AMES MODEL 1840 GENERAL OR STAFF OFFICER’S SWORD PRESENTED TO CAPTAIN, LATER GENERAL, ROBERT COWDIN FEBRUARY 22, 1848

$20,000.00

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Item Code: 870-345

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This high-grade Ames sword displays a nice combination of history art. It shows some non-regulation elements that are not uncommon on militia swords, but generally follows the lines of the 1840 pattern for general officers, as clarified in the 1841 regulations and which remained in use into the Civil War. (See Thillmann for a discussion of the patterns at this period.) The grip is a beautiful, non-regulation, mother-of-pearl. The brass hilt and scabbard have significant areas of silver wash remaining, the traditional color of infantry during the period, with just rubbing to the brass on the upper hilt, high spots and natural points of wear and handling. Where the brass shows it has a pleasing age patina.

In addition to one ring on the middle mount, the scabbard has a two-ring upper mount with frog stud that shows up on general officer’s swords. (Thillmann 119.)

The scabbard is profusely engraved and the mounts are deeply cast and chased. An eagle with thunderbolts is engraved just under the throat, its martial nature underscored by the absence of any olive branch. Between the upper and middle mounts an extensive engraved panel about ten inches long starts at top with floral scrolls and ends below with a combination of geometric and floral scrolls. In between is an impressive trophy of arms with flags on spearpoint staffs, arrows, the bound rods and ax of the fasces of the Roman republic and the features a U.S. shield and a prominent liberty cap on a pole, elements that are reflected in the etching of the blade. The area of the drag is engraved with feather and floral pattern. The shoe is deeply chased. The reverse of the scabbard is plain and preserves more of the silver wash from less handling.

The reverse, folding, counterguard of this hilt is plain. The obverse has a separately applied, deeply cast and chased eagle on a panoply of flags, arms and drum, clutching a wreath of victory in its beak. The beautifully etched blade is the 1840 configuration: straight, with rounded spine, and single wide fuller. The obverse etching has a palmette, latticework and Ames Mfg. Co. / Cabotville / Mass. address at bottom, followed by floral scrolls, and stand of arm with pikes and furled banners, topped by a liberty cap on a pole, terminating with more scrolls and flamboyant ends to the strongly frosted panel.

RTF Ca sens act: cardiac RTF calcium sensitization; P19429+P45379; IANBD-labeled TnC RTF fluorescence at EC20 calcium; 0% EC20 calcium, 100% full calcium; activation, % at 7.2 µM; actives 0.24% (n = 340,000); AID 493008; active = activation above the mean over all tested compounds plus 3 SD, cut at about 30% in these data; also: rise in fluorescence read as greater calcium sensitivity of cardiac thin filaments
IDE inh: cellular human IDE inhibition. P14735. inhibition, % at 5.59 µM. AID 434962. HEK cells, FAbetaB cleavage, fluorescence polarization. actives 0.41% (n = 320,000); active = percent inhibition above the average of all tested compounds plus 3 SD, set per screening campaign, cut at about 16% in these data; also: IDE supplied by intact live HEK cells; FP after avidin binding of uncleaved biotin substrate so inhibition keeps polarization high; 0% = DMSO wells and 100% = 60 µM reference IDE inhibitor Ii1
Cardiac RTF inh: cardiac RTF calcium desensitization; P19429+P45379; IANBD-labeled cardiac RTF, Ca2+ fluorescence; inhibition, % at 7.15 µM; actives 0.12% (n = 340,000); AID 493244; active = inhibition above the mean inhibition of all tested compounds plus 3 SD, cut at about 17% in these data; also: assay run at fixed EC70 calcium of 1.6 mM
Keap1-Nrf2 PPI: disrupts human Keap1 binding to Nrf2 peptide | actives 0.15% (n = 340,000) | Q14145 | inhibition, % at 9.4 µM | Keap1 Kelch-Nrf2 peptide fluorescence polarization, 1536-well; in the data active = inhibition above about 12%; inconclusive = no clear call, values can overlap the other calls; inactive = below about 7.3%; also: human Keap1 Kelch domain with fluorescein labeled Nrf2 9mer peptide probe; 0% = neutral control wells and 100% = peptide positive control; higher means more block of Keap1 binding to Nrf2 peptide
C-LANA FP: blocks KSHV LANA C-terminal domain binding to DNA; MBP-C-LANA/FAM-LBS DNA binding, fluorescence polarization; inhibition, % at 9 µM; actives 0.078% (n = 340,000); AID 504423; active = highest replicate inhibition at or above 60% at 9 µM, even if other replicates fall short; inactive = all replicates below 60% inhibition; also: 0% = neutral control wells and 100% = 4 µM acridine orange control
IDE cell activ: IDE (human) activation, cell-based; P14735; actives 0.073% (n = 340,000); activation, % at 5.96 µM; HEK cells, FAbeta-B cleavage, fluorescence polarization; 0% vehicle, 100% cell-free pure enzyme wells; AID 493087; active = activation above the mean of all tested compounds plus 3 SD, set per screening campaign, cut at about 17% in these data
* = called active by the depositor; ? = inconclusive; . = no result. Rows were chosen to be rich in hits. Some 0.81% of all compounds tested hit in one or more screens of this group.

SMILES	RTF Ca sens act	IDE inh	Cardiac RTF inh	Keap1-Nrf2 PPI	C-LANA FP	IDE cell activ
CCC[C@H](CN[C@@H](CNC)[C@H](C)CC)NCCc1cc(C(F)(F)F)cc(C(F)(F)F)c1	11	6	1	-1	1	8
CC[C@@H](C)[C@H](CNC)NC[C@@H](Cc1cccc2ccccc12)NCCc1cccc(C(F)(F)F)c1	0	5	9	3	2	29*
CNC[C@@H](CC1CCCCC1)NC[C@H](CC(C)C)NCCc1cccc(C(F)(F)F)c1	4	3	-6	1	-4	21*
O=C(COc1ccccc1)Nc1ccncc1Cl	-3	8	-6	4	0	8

The reverse has a flowering vine at ricasso leading to a presentation panel etched,

“Presented by the officer's and privates of the / Washington Light Infantry to Capt. / Robert Cowdin  Feb'y 22nd 1848.” Above that panel the figure of Tecumseh as an Indian striding with raised tomahawk is surmounted by more floral scrolls. As on the other side of the blade, the frosting is strong, making the figures distinct.

Robert Cowdin (1805-1874) was born in Vermont, moved to Boston to engage in the lumber business, and was active in the Massachusetts militia from 1838. He was Colonel of the Second Massachusetts Militia at the beginning of the war and in May 1861 was commissioned Colonel of the First Massachusetts Volunteers, the first of the state’s three-year regiments. He saw combat at First Bull Run, having a horse shot out from under him, and more heavy fighting in the Peninsular Campaign at Williamsburg, Fair Oaks, Glendale, and Malvern Hill. He served as a brigade commander in Hooker’s Division from September to 1862 to February 1863. He was recommended by Hooker for promotion to Brigadier General and Lincoln nominated him in September 1862 for distinguished conduct at Williamsburg. He served as a brigade commander in the defenses of Washington, but he was opposed by both senators from Massachusetts and not actively supported by the Governor, with the result that his appointment was not confirmed by the Senate. He turned down a paymaster appointment at a lower rank and returned to civilian life in Massachusetts, continued in the militia, becoming captain of the Ancient and Honorable Artillery, and penned a somewhat aggrieved account of his experience in 1864.

This is a wonderful example the art and craft of the American sword with a vivid presentation to Cowdin as a Captain in 1848 as token of respect from the officers and men of his organization. He has a good fighting record and the story of his brave combat performance mixing with unmerited political struggles is one that puts him in good company with many Civil War officers. One source reports that he scorned to take cover in one engagement, shouting to his men that, “the bullet has not been cast that will kill me today!”  [sr]

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